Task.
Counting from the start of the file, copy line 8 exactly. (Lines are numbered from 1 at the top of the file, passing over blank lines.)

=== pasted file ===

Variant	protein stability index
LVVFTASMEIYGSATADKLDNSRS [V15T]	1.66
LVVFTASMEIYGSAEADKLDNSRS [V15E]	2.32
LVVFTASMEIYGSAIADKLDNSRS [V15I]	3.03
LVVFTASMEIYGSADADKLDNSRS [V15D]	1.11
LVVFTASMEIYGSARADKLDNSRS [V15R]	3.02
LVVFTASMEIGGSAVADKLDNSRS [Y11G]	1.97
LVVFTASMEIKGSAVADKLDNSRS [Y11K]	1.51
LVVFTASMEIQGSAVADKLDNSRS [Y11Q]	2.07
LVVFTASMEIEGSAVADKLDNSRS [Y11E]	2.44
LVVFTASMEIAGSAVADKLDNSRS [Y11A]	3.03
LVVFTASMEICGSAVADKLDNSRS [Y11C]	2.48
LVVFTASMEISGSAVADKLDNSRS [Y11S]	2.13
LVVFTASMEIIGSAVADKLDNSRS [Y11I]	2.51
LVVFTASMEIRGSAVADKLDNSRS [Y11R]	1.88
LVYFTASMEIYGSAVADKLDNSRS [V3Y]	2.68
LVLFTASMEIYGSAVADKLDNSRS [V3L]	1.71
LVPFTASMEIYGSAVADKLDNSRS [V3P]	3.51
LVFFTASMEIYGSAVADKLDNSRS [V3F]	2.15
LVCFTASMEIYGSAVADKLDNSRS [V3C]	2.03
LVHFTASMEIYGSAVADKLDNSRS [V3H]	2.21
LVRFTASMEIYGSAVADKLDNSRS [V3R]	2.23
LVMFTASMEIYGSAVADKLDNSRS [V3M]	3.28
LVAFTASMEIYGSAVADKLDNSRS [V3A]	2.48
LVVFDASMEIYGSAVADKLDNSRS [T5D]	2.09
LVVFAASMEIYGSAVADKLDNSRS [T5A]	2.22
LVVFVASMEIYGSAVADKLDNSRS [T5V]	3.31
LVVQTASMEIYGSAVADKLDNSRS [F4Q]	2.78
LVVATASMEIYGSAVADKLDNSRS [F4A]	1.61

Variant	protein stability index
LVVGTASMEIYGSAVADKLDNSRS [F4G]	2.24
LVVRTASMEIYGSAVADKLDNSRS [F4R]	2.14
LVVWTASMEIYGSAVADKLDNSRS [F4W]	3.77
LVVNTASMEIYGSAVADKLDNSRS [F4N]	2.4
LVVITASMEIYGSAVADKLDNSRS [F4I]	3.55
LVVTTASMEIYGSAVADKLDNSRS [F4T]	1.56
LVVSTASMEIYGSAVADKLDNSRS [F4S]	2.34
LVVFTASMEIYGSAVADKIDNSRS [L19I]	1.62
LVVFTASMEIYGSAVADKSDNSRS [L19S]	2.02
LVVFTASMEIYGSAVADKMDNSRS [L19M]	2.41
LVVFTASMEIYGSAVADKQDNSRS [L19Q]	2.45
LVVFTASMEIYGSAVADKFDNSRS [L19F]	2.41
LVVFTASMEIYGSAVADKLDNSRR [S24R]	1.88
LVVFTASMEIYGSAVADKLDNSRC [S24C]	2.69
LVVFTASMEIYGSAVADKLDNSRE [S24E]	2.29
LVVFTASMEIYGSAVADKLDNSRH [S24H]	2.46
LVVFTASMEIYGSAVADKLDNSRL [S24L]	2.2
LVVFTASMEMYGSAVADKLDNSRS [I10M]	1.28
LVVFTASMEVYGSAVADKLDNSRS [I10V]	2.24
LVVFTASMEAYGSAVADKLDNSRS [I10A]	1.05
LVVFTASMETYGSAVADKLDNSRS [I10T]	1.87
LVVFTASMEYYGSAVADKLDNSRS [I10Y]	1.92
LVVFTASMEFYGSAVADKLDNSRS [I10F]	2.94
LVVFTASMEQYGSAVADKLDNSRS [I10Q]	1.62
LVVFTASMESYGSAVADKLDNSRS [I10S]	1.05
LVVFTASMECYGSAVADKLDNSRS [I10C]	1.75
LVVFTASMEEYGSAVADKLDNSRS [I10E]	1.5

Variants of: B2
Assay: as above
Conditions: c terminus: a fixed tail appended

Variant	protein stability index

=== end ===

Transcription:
LVVFTASMEIKGSAVADKLDNSRS [Y11K]	1.51